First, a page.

Irish dancer brings moves to area studio

July 29, 2004|by DAVE McMILLION

BARDANE, W.Va. - Colin Dunne has been described as the greatest Irish male dancer of all time and is probably best known for his live performance in "Riverdance - The Show."

Dunne has helped shape a new style of Irish dancing, which is recognizable by its loud dance steps in a range of rhythms.

Dunne was in Jefferson County Wednesday, but not to perform.

He was sharing his expertise with dancers who are eager to learn the art form.

Dunne will finish two days of lessons today at the New Hopewell Center for the Arts in the Bardane Industrial Park.


During an afternoon session Wednesday, Dunne led a group of seven dancers through a number of moves.

Dunne kicked up his feet, moving effortlessly through the complicated steps. He often landed by balancing his weight on the balls of his feet.

The dancers concentrated, and when the moves did not come to them, Dunne told them to imagine them.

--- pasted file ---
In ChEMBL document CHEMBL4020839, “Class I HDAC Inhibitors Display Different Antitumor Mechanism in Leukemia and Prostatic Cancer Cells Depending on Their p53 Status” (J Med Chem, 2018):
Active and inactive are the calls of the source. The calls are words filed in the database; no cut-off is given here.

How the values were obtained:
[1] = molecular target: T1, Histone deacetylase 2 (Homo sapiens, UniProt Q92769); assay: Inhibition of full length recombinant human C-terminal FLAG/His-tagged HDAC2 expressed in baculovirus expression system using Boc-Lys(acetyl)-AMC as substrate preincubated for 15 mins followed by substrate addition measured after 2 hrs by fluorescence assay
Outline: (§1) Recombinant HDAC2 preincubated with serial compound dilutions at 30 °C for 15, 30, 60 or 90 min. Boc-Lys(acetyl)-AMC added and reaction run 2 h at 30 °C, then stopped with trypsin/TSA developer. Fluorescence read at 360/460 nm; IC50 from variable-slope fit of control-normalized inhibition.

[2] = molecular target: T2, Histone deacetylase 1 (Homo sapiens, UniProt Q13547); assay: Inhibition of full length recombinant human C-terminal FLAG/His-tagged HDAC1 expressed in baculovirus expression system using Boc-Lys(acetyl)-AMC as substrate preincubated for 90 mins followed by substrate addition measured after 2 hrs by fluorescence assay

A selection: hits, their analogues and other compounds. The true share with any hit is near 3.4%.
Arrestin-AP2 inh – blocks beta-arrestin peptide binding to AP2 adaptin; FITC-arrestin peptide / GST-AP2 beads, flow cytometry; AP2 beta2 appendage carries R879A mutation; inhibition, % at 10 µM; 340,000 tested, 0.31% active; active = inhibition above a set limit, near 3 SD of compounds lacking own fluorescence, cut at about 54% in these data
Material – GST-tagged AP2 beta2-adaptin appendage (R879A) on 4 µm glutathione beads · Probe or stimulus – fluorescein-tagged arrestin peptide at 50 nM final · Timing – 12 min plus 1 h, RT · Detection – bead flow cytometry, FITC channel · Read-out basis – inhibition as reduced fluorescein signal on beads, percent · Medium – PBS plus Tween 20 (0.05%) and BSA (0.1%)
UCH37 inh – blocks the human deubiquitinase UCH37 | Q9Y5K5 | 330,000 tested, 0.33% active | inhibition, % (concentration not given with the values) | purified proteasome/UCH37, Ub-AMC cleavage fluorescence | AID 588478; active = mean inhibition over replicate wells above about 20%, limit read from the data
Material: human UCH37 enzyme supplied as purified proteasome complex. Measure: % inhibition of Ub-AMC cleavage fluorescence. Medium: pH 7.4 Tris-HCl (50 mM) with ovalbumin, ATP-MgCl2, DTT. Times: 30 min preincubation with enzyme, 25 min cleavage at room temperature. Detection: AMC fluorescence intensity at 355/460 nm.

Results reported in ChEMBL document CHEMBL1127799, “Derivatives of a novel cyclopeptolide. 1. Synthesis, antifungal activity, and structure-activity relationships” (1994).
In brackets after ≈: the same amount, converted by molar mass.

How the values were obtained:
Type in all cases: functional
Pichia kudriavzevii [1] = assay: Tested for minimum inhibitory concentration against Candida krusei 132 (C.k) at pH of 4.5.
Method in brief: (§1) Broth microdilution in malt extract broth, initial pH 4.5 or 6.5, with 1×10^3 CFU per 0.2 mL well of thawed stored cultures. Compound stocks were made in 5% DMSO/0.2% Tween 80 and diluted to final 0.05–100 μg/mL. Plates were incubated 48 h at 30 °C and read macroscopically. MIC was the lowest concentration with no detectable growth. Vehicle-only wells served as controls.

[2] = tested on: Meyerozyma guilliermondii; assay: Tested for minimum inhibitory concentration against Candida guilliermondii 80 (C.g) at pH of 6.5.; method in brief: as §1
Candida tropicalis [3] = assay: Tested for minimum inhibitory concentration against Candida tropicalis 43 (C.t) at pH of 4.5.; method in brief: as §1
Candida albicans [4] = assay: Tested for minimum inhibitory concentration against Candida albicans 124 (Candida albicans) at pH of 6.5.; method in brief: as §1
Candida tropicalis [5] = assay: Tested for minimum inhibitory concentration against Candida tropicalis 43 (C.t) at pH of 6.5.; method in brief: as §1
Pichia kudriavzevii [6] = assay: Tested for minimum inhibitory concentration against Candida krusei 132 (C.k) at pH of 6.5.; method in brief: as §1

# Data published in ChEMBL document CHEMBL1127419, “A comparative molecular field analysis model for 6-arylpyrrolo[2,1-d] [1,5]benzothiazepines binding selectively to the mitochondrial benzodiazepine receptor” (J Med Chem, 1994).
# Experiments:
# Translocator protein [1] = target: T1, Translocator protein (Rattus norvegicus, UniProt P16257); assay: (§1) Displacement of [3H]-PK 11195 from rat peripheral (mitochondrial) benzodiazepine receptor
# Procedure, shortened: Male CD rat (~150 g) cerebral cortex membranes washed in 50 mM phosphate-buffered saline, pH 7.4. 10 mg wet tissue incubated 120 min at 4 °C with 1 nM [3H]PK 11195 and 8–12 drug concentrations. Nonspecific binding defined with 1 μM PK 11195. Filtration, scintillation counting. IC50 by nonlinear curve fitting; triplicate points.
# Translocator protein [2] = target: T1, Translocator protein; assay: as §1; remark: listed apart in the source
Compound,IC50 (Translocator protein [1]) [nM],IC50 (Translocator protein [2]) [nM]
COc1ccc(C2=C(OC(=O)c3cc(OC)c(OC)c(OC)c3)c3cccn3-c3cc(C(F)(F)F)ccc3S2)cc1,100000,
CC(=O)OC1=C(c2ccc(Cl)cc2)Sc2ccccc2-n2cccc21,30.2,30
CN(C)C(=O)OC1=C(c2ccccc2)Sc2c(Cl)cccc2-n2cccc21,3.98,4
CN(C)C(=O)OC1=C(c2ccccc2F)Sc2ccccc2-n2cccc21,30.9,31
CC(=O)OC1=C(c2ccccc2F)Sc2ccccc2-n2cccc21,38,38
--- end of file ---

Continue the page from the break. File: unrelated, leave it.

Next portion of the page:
Often, the move in the mind eventually will connect with the feet, he said.

The dancers were happy to have time with a teacher of Dunne's caliber.

"It was really, really cool," said Tina Pait, who traveled from Culpepper, Va., to see Dunne.

Lorri Deavers said the three hours of instruction she received from Dunne were not too grueling.

"It definitely motivated me to see him do it," said Deavers, who came from Bluemont, Va., for the class.

After the class, Dunne sat on the dance floor and relaxed as he answered a few questions about his style of dance.

The art form comes from traditional Irish dance, but has taken on a new dimension with more complicated rhythms, Dunne said.

Although he was not putting on a show Wednesday, Dunne said the classroom setting is something he enjoys.

"I like getting out and seeing what is going on at the grass-roots level," Dunne said.

"Riverdance - The Show," premiered at Radio City Music Hall in New York in 1996. Dunne is doing a world tour of classes and the New Hopewell Center for the Arts was his first U.S. stop, said Kathy Windle, owner of the center.

New Hopewell Center for the Arts offers dance, art and music instruction in a 10,000-square-foot building that opened in 2003.

After his classes at the center, Dunne will go to Jacksonville, Fla.

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